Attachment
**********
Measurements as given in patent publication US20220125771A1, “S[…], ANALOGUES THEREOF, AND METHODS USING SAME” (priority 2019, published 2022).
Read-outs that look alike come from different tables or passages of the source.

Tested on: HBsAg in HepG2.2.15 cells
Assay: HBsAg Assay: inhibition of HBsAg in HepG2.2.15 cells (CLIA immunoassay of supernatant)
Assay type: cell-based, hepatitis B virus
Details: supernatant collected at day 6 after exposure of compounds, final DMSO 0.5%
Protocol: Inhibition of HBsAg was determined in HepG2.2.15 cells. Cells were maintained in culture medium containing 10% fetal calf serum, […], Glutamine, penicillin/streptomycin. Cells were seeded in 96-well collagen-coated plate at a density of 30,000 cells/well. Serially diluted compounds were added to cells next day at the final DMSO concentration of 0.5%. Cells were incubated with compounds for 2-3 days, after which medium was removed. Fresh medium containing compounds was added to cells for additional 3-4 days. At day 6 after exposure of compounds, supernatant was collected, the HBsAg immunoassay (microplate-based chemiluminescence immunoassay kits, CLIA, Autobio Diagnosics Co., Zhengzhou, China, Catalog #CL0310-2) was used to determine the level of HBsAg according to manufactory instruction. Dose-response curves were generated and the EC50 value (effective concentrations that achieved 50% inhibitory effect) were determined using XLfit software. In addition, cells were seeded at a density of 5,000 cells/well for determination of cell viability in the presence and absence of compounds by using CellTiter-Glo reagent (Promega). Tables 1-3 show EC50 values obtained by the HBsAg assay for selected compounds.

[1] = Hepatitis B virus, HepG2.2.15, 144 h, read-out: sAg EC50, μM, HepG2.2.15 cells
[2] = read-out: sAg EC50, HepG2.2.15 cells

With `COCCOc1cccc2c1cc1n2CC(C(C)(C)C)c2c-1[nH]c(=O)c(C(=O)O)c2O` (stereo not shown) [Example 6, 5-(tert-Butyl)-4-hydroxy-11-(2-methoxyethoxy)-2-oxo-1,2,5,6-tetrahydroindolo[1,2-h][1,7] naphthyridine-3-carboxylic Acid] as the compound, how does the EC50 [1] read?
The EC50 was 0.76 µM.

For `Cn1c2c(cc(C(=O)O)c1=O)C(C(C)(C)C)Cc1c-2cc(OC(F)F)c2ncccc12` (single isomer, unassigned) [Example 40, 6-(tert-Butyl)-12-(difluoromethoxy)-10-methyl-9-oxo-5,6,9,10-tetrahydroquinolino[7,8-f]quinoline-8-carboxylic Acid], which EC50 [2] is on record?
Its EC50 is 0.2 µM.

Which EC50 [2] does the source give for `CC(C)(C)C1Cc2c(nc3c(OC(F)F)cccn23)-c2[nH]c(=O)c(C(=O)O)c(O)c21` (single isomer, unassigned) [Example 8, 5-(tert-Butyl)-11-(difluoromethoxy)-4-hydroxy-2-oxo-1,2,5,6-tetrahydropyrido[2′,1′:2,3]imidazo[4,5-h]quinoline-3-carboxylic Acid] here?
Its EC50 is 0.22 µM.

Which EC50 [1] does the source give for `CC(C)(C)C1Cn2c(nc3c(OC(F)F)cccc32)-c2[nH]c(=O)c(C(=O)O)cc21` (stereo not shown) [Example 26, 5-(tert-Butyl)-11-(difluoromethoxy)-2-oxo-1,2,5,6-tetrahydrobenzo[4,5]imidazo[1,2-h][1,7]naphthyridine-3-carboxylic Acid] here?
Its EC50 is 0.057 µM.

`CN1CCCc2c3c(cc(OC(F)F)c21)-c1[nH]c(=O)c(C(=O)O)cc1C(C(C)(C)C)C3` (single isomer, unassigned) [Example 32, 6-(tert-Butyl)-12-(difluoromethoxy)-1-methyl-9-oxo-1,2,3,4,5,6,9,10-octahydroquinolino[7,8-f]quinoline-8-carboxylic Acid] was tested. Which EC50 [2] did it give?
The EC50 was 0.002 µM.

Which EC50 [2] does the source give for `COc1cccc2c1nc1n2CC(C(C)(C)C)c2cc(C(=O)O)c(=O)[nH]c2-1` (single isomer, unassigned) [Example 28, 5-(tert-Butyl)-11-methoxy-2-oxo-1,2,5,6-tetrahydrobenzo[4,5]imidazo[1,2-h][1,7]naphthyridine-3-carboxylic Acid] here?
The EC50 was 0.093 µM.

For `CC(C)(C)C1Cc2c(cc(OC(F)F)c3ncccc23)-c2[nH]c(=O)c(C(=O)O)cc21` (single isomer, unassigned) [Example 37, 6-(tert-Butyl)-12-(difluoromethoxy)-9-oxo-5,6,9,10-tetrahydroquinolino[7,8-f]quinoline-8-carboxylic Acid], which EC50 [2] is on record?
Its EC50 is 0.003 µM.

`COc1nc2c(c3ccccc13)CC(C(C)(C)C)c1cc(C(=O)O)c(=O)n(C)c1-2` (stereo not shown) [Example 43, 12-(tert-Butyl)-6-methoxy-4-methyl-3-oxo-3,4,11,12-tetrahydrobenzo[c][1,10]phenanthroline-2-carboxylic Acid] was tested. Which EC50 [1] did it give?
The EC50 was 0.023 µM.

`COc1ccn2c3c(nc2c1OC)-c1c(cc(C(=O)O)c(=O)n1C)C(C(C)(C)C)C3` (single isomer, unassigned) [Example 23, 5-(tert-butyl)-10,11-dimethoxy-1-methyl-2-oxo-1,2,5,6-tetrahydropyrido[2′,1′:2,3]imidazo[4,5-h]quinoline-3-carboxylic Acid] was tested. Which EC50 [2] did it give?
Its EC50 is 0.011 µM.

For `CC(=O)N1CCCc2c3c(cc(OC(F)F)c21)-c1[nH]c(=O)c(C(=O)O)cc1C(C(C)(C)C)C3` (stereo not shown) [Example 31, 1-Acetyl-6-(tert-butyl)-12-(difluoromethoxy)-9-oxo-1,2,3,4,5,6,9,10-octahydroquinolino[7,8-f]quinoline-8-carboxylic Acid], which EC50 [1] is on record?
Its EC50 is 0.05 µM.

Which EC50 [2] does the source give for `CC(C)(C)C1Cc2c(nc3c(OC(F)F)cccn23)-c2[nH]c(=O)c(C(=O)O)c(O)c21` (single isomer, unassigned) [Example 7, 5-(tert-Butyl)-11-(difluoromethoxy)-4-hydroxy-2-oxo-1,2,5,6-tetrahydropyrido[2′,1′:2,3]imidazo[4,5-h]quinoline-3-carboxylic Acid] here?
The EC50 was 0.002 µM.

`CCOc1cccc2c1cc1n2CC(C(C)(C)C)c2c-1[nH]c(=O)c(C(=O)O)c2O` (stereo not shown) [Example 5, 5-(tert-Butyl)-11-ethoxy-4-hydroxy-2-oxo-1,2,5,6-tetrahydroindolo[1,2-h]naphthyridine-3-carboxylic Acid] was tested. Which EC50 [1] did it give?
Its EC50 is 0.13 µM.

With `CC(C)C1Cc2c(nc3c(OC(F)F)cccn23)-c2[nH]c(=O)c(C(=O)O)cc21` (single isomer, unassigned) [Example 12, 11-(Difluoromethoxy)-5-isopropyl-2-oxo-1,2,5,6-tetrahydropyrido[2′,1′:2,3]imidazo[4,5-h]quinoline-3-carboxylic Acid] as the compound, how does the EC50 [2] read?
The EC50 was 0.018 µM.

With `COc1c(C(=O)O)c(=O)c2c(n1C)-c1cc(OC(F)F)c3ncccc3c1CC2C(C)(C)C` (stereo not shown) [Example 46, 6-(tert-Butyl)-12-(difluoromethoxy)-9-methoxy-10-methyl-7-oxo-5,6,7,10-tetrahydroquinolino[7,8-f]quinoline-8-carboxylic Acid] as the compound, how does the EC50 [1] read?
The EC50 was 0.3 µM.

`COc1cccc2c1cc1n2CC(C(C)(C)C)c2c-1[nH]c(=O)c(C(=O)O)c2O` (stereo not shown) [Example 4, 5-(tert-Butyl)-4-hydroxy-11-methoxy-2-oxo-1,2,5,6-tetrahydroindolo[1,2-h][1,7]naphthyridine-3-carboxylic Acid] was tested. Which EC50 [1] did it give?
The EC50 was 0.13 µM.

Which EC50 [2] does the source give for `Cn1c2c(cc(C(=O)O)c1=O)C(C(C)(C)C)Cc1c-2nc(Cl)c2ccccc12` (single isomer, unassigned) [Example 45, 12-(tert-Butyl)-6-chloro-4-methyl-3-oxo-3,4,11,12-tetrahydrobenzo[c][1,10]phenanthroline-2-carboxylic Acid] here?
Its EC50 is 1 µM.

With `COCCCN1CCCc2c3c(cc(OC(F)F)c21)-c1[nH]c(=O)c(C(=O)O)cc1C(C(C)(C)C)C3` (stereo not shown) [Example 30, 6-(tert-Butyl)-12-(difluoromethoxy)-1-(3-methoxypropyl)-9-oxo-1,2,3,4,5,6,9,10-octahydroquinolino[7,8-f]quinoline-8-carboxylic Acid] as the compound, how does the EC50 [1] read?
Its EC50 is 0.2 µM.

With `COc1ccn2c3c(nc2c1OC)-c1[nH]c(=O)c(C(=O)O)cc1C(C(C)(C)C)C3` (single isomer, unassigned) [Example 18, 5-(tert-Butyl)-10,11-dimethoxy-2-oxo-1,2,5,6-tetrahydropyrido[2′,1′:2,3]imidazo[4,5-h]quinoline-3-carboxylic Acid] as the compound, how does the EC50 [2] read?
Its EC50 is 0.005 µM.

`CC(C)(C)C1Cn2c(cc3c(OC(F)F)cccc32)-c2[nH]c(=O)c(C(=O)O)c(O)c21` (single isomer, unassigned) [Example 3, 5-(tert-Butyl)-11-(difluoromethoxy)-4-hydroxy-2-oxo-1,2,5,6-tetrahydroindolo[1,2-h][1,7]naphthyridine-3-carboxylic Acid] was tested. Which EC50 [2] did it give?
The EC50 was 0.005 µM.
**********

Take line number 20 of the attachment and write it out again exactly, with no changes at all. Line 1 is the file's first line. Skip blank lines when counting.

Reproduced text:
Which EC50 [2] does the source give for `COc1cccc2c1nc1n2CC(C(C)(C)C)c2cc(C(=O)O)c(=O)[nH]c2-1` (single isomer, unassigned) [Example 28, 5-(tert-Butyl)-11-methoxy-2-oxo-1,2,5,6-tetrahydrobenzo[4,5]imidazo[1,2-h][1,7]naphthyridine-3-carboxylic Acid] here?